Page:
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I wrote some text, but it looks too professional. I want to make it look like I was really tired when I wrote it. I need you to insert some typos.

Your challenge is to take an arbitrary single line of text, and add typos. This means that for each character, there will be a 10% chance for it to be typofied.

The definition of "typofied" is that you must choose (randomly) one of the following:

  • Duplicate the character.
  • Delete the character.
  • Shift the character one keyboard space. The "keyboard" is defined as:


    For the character shift, you must go one space up, down, left, or right. This must be chosen randomly. The shift option only applies to alphabetic characters. Case must be preserved. Be careful with edge-cases, like m!

The definition of "random" is that the result must not be predictable (by looking at previous results). For example, you can't typofy every tenth character. Furthermore, the randomness must have an even distribution. For example, you can't do 30% duplicate, 30% delete, and 40% shift; it has to be a 1/3 chance for each (1/2 for each if it's a nonalphabetic character).

Example input:

This is some correct text. It is too correct. Please un-correctify it.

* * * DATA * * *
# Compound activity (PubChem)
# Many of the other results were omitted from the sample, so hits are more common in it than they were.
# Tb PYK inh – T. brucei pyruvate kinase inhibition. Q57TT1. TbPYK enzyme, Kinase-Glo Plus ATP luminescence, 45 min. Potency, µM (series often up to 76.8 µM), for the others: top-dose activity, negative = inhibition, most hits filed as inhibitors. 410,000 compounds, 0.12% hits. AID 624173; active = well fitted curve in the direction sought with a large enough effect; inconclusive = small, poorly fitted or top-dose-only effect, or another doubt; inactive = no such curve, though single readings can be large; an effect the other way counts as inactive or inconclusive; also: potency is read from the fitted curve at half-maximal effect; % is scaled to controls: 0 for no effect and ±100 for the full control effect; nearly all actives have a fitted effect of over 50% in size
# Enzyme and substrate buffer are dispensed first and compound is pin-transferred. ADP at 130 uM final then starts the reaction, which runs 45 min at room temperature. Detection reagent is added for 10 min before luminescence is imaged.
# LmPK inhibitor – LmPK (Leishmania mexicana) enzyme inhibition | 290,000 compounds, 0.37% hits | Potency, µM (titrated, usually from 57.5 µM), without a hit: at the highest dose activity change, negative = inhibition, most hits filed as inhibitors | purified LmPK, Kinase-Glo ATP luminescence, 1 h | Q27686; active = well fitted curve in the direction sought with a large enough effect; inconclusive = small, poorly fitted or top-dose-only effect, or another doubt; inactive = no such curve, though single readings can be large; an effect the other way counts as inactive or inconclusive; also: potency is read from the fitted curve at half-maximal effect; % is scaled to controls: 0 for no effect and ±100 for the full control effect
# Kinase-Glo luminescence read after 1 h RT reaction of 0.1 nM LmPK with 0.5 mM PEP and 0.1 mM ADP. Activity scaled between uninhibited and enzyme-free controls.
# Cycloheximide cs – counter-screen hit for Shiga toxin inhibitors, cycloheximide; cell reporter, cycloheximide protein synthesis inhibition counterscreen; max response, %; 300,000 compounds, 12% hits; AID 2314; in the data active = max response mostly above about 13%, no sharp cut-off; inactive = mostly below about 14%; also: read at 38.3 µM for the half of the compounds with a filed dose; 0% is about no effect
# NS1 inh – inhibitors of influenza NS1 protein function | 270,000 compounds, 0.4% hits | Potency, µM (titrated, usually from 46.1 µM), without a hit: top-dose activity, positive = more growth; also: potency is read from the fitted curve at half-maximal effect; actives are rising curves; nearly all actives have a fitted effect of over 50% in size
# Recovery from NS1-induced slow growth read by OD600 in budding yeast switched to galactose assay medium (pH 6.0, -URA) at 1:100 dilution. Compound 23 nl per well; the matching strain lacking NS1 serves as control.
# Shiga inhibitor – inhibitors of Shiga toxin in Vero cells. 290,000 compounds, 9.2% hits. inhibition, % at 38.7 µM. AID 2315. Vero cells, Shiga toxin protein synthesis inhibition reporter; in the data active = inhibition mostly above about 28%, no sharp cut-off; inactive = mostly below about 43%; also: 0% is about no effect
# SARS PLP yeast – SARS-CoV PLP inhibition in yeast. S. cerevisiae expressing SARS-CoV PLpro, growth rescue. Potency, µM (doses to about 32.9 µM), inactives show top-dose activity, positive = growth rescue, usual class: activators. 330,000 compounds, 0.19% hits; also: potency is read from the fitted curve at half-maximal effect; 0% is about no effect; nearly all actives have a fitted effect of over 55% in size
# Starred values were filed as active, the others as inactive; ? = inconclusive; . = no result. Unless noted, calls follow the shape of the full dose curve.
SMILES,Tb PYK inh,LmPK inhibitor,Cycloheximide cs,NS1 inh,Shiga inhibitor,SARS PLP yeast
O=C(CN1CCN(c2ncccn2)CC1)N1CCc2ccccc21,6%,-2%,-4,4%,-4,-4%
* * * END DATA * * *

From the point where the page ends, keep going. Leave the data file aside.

Example output:

This iissome xorreect tex..  It is too coteect. Please jn-corretify it.

This is , so the shortest code in bytes will win.

share|improve this question
What about accidentally striking the capslock key? When one types an "A" or "Z", there should be a random chance that they will hit capslock instead, ND END UP LIKE THIS. – AJMansfield Feb 10 '14 at 1:10
@AJMansfield Lol, that would probably be too complicated. It's already complicated enough as it is :P – Doorknob Feb 10 '14 at 1:12
@user2509848 Hey, stop ,aking it ,ore co,plicated than it already is! :-P – Doorknob Feb 10 '14 at 3:40
@Doorknob Your example output doesn't look like you were tired, it looks like you're new to typing and you don't know how to correct typos. (Or you didn't look over what you'd typed at all.) – Blacklight Shining Feb 10 '14 at 4:42
"edge-cases" <-- I see what you did there. *slow clap* – Adam Maras Feb 12 '14 at 23:52

12 Answers 12

up vote 15 down vote accepted

GolfScript, 120 characters

{10{rand}:R~!{[{.}{;}{Z\?[.(.10-@).10+]{Z=}%' '-.,R=}]'QWERTYUIOP ASDFGHJKL  ZXCVBNM'' '22*11/*.{32|}%+:Z 2$?0>2+R=~}*}%

The code can be tested here.

{                      # loop over all characters
  10{rand}:R~!         # take random number [0..9] and negate (i.e. 10% chance of true)
  {                    # {...}* is the if-block
    [                  # Three possible operations (code blocks) in the arry
      {.}              # a) duplicate
      {;}              # b) delete
      {                # c) shift
        Z              #      Z is the keyboard layout (see below)
        \?             #      Find the index of the current letter
        [.(.10-@).10+] #      Calculate index of letter left, right, above, below
        {Z=}%          #      Extract the corresponding letters for indices
        ' '-           #      Remove any spaces
        .,R=           #      Take random item
                       # Z is the keyboard layout (upper and lower case)
                       # with enough spaces around
    'QWERTYUIOP ASDFGHJKL  ZXCVBNM'' '22*11/*.{32|}%+:Z
    2$?0>              # Is the current letter contained in Z and not a space?
    2+                 # Add 2 (i.e. 3 for letters, 2 for any other char)